The rand has depreciated as investors gauged that a surge against the dollar, after the US Fed suddenly maintained monetary stimulus, was overdone.
The rand depreciated for the first time this week as investors gauged that a surge to a four-month high against the dollar, after the US Federal Reserve unexpectedly maintained monetary stimulus was overdone.
The rand rallied with stocks and commodities after the Federal Open Market Committee (FOMC) yesterday said it wants more evidence of an economic recovery before paring its $85-billion-a-month bond-buying program, surprising analysts who predicted a $5-billion cut to treasury purchases.
South Africa’s central bank will leave its key policy rate unchanged today, according to all 20 analysts in a Bloomberg survey. "Fed tapering has been delayed and not canceled," said John Cairns, a currency strategist at Rand Merchant Bank in Johannesburg.
"While the Fed’s decision is great for emerging markets in the short term, there is also an unfortunate consequence. The uncertainty remains, and so too will volatility."
South Africa’s currency depreciated 0.4% to 9.6236 per dollar as of 10.08am in Johannesburg after strengthening as much as 0.4% earlier to 9.5484, the strongest level since May 24. Yields on benchmark 10.5% rand-denominated bonds due December 2026 fell 29 basis points, or 0.29 percentage point, to 7.87%, the lowest on a closing basis since July 22.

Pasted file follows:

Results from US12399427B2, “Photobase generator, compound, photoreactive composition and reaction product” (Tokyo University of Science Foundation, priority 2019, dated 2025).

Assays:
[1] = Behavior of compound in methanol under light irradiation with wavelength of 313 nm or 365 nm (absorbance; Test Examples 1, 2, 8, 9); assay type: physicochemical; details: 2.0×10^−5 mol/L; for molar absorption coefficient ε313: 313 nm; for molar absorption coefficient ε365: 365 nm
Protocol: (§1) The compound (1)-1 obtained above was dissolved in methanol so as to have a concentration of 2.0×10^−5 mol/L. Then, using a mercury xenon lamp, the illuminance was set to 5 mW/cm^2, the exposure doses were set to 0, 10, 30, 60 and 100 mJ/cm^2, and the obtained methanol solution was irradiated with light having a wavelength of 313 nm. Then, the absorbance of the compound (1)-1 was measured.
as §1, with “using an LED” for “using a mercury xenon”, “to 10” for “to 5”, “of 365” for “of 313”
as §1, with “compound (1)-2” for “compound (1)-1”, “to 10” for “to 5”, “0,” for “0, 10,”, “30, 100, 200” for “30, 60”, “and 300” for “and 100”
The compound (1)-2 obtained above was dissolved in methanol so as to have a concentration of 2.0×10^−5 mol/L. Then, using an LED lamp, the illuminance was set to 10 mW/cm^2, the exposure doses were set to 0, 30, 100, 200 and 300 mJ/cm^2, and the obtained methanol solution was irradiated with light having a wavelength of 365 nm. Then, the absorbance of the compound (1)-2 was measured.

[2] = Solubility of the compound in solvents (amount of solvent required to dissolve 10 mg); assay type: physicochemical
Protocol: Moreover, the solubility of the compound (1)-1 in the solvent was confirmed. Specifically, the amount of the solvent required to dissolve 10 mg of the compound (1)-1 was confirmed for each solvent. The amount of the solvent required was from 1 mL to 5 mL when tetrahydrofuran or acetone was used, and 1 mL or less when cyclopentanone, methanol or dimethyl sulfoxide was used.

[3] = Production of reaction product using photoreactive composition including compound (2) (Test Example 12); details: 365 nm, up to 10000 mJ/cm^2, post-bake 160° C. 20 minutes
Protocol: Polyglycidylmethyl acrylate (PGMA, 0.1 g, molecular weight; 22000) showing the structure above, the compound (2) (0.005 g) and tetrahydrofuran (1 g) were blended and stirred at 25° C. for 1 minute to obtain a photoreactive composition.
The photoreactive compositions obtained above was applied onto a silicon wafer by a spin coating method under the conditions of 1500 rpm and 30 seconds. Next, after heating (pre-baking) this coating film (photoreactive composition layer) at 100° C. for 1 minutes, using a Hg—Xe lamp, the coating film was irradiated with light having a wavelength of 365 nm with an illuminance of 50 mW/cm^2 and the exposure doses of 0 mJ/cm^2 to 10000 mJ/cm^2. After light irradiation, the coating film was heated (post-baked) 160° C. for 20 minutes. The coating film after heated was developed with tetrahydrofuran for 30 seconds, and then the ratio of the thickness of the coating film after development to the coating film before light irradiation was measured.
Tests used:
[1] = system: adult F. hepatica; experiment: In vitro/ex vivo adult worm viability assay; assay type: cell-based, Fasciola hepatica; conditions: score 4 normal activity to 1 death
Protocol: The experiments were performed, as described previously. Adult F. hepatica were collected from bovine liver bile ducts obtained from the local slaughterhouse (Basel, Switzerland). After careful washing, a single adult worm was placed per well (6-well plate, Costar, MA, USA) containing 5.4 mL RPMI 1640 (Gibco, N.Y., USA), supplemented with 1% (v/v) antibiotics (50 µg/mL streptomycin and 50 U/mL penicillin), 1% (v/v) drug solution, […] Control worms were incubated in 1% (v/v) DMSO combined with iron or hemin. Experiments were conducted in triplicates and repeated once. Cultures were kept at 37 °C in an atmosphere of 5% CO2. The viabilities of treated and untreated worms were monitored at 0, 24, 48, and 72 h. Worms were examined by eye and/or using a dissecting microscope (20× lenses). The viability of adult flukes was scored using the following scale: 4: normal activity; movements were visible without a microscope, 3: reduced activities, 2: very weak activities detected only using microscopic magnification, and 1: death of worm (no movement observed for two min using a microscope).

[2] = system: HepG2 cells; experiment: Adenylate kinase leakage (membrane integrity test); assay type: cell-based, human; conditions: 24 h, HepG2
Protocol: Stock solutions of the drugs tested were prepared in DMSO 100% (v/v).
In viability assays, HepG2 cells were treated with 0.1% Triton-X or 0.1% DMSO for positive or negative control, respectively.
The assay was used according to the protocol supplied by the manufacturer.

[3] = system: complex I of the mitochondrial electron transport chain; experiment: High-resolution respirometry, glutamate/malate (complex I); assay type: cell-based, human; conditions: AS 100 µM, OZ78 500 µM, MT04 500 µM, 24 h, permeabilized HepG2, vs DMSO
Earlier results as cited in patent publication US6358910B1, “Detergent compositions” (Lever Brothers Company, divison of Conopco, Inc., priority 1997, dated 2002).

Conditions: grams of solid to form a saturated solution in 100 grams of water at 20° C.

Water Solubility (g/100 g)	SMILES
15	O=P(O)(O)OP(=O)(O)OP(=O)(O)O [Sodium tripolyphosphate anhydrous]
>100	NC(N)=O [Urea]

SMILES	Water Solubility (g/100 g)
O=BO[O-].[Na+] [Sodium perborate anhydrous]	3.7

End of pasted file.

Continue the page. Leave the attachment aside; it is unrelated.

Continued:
The FOMC decision came after trading ended in South Africa’s bond market yesterday. US Fed chairperson Ben S Bernanke said there is no fixed schedule for tapering and it could still start this year should data confirm the central bank’s "basic outlook". The US will post jobless claims and home-sales data today.
Economists had forecast the FOMC would reduce monthly treasury purchases to $40-billion from $45-billion and keep buying of mortgage-backed securities at $40-billion, according the median of estimates compiled by Bloomberg.
The rand’s 6.8% advance this month took the stochastic oscillator to 10.2, further below the 30 level that indicates the currency is overbought may be poised to retreat. The measure, which tracks the price of a currency relative to its highs and lows during a particular period, has been below 30 since September. 16. – Bloomberg